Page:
Are Leases Helping or Hurting Deer Hunting?
This past deer season I harvested my largest buck to date – maybe the largest of my life – on a new property I leased in Kansas. The old warrior of a buck scored just over 175 inches and was a dream-come-true for a guy who cut his teeth hunting the heavily-pressured state lands of Pennsylvania. That said, I can’t help but think about the last four years.
Why those four in particular? I had finally escaped my seven-year, two-degree tenure as a college student and was finally making some “real money.” Like most recent grads, a fulltime salary sounds like a lot while you’re attending or just coming out of school. But once you’re married and dive off into a mortgage, car payments, student loans and then decide to have children, it seems to never be enough (usually isn’t). Living responsibilities made additional funds for a hunting lease few and far between.
When I first graduated, my wife and I landed on a decent lease in central Kentucky, about 45 minutes from our house. She killed a great buck that year; we gained a lot of memories with that lease. Soon after, we moved to the big-buck producing state of Missouri for work related changes.
Probably before the boxes were unpacked, I was looking for a hunting lease. To my surprise I couldn’t find a lease for less than $20 per acre. Insane! Being new to the area, we didn’t know anyone that could give us a better lead than Craigslist or Google, so we hunted public land for the first year. But that soon turned into a second year, and then a third. Even this year, I only hunted public land when in Missouri.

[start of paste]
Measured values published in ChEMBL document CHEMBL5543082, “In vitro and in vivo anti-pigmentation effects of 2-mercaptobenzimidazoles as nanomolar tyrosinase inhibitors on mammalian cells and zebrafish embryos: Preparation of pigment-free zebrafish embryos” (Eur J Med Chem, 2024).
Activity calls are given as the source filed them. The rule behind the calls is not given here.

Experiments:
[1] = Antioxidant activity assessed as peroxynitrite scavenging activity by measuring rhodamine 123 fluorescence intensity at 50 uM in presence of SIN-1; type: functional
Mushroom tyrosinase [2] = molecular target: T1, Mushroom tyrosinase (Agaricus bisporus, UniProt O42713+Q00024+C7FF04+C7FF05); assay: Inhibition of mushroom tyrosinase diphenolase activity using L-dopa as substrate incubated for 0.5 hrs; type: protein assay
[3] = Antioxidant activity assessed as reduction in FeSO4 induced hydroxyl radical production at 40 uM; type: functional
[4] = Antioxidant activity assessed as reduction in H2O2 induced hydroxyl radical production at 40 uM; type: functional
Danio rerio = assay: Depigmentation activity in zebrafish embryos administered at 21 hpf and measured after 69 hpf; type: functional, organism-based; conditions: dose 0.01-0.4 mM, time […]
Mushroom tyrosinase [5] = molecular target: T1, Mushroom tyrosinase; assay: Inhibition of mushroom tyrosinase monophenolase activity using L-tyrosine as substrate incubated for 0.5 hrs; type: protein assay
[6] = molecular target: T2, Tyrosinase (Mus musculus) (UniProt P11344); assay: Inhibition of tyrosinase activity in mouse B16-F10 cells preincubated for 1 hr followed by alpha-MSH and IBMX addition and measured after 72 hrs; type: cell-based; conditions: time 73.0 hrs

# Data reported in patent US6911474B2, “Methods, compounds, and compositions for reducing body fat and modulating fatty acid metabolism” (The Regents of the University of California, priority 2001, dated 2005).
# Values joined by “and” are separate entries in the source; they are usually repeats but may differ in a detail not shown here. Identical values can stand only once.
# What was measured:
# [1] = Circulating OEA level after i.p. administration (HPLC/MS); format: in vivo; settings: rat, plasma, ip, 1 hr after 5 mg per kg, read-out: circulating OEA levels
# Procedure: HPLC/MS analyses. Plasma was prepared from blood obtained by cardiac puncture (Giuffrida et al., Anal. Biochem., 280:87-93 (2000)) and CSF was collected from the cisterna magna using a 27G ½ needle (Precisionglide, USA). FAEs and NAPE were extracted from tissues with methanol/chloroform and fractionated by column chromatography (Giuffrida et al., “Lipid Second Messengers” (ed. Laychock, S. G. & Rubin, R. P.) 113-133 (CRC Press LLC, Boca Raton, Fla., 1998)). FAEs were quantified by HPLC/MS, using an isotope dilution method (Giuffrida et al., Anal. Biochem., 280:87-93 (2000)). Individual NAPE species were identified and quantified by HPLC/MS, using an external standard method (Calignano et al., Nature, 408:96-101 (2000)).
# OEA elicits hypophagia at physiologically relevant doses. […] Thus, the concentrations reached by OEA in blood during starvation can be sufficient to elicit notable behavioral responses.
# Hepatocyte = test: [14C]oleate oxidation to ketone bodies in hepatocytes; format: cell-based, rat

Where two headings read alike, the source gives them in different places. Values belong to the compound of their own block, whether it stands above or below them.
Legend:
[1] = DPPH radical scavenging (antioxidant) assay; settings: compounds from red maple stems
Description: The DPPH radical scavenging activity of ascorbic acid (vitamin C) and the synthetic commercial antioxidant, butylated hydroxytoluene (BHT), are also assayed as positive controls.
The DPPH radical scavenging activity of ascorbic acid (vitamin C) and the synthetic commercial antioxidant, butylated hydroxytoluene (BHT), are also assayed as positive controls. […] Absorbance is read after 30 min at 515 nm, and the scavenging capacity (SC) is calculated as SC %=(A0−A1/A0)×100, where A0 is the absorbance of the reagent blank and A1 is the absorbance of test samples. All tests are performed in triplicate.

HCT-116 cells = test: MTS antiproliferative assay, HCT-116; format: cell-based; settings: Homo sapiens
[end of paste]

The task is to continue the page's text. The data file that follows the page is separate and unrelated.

The author with a public land Missouri buck in 2013. Doing homework and reaching back into your primitive hunting skill "basket" can lead to success on many public lands across the country. (Jeremy Flinn photo)
Now don’t get me wrong, I love the challenge. But I have to think that these high prices may be what are driving more and more hunters out of the sport. I mean hunter access is one of the top issues facing future generations, right?
On the other hand, the people engaging in these high-priced leases are often spending more money on things like food plots, treestands or blinds, and even equipment like tractors. These funds drive Pittman-Robertson which benefit not just game, but all wildlife and habitat conservation. Many are doing more on the lease to promote better and healthier native habitat and wildlife populations.
With much of the U.S. privately owned, it is critical for these lands to be managed appropriately by those accessing them. I know I put some extra cash into the Kansas lease and already have plans to expand the operation this year.
I guess it’s a toss-up. For some, the lease prices will be the demise of their hunting career. For others, it will drive them to hunt public land, which can be very productive with the right homework. Lastly, it will likely lead to more money put towards products that will benefit the Pittman-Robertson funding and fuel wildlife conservation for future generations.
I’ll end with this: Regardless of where you hunt or how you hunt, the reality is you do it because you love it. That should never fade. Sure, I’m still on “cloud 9” after shooting my buck this fall on the Kansas lease. But I can honestly say my best memories are those I made, and continue to make, beating the public ground because I know the amount of effort and skill it took to succeed.